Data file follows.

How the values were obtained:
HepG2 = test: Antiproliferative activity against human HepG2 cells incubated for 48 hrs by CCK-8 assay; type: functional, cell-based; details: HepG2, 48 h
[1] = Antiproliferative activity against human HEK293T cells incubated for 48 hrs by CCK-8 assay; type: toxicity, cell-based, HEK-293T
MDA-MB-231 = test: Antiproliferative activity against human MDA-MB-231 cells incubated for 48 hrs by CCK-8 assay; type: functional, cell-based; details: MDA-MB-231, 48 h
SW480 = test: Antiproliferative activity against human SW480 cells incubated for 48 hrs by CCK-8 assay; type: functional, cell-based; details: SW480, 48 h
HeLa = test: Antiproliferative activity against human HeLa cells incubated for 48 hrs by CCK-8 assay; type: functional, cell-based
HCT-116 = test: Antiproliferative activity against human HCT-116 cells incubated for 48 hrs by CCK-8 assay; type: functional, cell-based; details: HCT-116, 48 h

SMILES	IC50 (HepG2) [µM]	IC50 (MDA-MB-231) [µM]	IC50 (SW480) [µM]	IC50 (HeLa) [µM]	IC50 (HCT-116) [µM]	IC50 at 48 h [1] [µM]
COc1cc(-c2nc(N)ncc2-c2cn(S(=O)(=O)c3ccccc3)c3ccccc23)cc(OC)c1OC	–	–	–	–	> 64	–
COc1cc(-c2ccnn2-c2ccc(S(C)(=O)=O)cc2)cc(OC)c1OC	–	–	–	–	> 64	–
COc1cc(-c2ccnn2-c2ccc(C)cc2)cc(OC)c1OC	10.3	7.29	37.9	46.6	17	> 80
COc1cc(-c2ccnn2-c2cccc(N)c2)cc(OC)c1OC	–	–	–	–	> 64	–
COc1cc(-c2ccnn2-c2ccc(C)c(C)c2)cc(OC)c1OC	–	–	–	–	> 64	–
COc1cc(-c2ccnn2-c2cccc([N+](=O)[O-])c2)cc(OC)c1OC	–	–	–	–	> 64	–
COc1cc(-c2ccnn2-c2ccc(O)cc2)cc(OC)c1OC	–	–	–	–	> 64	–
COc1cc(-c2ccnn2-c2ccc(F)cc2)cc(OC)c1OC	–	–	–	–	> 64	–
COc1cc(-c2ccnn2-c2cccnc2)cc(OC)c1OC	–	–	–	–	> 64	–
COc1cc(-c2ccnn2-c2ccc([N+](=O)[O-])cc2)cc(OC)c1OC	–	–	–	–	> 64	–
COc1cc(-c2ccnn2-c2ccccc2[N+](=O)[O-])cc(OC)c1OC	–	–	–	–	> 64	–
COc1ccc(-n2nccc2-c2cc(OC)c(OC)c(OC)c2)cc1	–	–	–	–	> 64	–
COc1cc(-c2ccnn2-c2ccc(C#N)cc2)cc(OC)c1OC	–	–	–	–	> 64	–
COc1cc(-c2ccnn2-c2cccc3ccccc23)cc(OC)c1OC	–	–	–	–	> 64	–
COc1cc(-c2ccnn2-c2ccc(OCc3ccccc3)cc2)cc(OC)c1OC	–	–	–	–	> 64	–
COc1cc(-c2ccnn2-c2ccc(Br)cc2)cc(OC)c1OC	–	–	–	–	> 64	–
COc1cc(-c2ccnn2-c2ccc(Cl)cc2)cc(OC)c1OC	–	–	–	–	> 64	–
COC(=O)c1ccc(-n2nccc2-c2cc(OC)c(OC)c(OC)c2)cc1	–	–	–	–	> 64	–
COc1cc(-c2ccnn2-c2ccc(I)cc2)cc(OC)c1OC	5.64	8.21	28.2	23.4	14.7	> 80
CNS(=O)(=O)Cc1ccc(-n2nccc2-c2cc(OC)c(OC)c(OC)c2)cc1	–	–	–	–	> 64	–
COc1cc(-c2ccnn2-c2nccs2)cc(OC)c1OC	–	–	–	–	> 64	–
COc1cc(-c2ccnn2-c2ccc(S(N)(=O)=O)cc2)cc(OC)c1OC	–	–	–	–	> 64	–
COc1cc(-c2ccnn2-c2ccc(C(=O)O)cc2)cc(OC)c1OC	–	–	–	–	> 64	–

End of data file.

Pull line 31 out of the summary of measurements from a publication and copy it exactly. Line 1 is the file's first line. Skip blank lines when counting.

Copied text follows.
COc1cc(-c2ccnn2-c2ccc(C(=O)O)cc2)cc(OC)c1OC	–	–	–	–	> 64	–